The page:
• Epic Fail: Frank can turn even the simplest of tasks into a monumental disaster costing thousands in property damage. For example, in "George's House", he accidentally sets off the automatic flush on his brother-in-law's motion sensor-activated toilet, and when it won't turn off, he tries climbing into the ceiling to tinker with the cistern, only to rip out the ballcock and drop it into the toilet... followed by losing his slippers when he falls into the toilet feet first, and then the head of the toilet brush when he tries to use it to prise his slippers loose. His attempts to fix the cistern ultimately cause it to rupture, sending water pouring into the bathroom until it leaks into the central control system, causing it to short out so that the electronic gadgets it controls go berserk. By the end of the episode, George's wife is stuck in a downstairs window, smoke is pouring out of one upstairs window, and water is pouring out of another upstairs window.
  • Episode on a Plane: The series finale, "Learning to Fly", sees Frank take flying lessons in preparation for assisting his grandfather on his sheep farm in Australia. Inevitably, his first lesson is a comedy of errors, culminating in him accidentally de-compressing the cockpit and knocking his instructor unconscious, so that he has to be guided down again by air traffic control.
  • Expy: Frank has similar characteristics to Brian Runnicles from No Sex Please Were British, whom Crawford played on the London stage. In fact, this led to him getting the role.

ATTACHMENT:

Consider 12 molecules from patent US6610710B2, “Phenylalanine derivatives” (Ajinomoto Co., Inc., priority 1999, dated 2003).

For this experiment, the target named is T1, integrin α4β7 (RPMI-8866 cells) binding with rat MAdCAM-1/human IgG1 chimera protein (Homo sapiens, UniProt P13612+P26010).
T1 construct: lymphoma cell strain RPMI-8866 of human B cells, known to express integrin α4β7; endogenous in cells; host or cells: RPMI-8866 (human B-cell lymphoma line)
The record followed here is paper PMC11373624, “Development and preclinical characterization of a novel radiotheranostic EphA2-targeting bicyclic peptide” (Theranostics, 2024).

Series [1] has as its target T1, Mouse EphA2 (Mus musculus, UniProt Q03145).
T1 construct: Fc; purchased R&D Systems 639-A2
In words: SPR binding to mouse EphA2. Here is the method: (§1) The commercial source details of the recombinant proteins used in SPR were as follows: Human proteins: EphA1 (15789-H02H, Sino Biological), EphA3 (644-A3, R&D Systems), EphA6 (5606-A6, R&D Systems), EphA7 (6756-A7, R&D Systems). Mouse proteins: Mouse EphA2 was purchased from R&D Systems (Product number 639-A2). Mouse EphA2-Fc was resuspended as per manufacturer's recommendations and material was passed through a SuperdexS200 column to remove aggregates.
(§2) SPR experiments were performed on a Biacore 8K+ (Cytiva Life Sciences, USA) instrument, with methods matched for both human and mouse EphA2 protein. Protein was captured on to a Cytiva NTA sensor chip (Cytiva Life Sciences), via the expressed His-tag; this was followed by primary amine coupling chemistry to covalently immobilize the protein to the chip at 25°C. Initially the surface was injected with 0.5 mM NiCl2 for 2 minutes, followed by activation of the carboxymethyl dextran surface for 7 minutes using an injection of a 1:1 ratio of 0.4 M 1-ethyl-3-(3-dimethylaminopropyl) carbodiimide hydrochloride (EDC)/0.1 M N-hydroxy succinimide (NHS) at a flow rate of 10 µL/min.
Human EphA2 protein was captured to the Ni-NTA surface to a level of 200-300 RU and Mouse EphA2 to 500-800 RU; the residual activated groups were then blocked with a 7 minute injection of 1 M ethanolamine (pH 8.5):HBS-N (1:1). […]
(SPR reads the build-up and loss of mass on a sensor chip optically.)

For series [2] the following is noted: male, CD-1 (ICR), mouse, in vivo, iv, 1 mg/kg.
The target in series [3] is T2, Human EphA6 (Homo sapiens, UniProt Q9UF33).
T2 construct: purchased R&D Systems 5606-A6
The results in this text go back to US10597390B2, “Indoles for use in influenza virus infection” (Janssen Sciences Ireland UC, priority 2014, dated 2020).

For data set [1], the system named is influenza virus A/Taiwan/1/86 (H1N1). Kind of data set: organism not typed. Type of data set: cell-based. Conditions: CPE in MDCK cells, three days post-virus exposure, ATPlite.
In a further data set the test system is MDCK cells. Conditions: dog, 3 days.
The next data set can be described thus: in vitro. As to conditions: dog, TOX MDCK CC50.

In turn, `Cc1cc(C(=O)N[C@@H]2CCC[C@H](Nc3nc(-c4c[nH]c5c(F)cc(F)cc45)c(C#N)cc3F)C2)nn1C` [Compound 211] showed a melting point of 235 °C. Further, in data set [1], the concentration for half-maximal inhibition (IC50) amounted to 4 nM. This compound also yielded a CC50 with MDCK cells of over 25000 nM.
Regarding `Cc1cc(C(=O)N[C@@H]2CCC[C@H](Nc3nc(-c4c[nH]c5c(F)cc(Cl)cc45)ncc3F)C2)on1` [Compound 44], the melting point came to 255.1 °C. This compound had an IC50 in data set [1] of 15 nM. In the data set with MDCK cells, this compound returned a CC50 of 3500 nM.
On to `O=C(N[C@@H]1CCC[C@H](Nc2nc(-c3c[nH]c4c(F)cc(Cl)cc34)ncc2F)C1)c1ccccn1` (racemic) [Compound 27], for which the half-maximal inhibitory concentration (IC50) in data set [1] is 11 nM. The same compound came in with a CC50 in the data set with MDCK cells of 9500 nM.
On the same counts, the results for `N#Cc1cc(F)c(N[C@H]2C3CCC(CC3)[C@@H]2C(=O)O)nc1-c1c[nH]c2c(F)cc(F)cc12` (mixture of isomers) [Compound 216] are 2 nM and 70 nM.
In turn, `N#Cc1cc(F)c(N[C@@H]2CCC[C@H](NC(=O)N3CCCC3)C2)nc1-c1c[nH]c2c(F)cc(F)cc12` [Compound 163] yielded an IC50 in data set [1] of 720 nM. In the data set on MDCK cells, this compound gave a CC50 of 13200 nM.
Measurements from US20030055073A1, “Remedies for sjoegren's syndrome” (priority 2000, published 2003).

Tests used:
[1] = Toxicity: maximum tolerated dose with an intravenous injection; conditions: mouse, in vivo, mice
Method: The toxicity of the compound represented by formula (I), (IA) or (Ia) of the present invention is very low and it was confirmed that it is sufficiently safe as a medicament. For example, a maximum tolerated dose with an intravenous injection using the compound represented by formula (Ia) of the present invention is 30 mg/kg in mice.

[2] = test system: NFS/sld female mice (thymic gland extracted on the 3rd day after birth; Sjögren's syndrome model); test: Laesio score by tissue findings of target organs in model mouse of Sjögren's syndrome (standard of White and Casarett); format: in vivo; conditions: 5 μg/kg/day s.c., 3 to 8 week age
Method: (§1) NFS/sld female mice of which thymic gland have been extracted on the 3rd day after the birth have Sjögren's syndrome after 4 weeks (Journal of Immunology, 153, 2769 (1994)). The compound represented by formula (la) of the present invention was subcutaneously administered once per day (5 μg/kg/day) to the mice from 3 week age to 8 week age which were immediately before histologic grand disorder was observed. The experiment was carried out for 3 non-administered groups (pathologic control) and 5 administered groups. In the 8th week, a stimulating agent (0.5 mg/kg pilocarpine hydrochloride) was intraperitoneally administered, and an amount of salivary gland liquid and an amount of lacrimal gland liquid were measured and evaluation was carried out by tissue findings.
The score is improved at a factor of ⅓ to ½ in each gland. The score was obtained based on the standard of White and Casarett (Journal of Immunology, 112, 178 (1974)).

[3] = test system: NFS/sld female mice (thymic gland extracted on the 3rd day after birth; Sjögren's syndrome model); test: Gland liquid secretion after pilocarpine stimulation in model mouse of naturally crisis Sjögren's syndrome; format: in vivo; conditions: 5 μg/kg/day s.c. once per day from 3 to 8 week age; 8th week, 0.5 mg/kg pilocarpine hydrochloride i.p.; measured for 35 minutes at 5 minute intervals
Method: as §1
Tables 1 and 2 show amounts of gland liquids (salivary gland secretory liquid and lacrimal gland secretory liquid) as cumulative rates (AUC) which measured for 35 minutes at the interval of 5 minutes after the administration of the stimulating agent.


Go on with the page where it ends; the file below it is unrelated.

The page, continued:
• Foil: Betty is this to Frank's extreme bouts of clumsiness.
  • Generation Xerox: In the Sports Relief special, Jessica has turned out just as hapless and klutzy as her father. When Betty congratulates her after her cycling race, she says that at least it only took her three laps before she realised she was cycling in the wrong direction around the track.
  • Happily Married: Despite everything, Frank and Betty's marriage is steady and they both clearly adore each other and their daughter.
  • Hilariously Abusive Childhood: Over the course of the series, we learn that Frank's childhood may explain a lot about how he turned out as an adult. His father, evidently frustrated by having a son who is just as inept as his wife, left the family when Frank was a toddler, while in a Flashback in "The Psychiatrist", Frank's aunt tells Betty that his mother was ashamed of him and used to hide him under the stairs when the education officers visited the house, waiting until he was ten to send him to school - and, as he tells Mr Bradshaw in "The Employment Exchange", he only lasted a few months before being withdrawn again, as his mother didn't want him to pick up dirty habits from the other boys. He went back for a few weeks every summer, when the only other person in the school was the caretaker.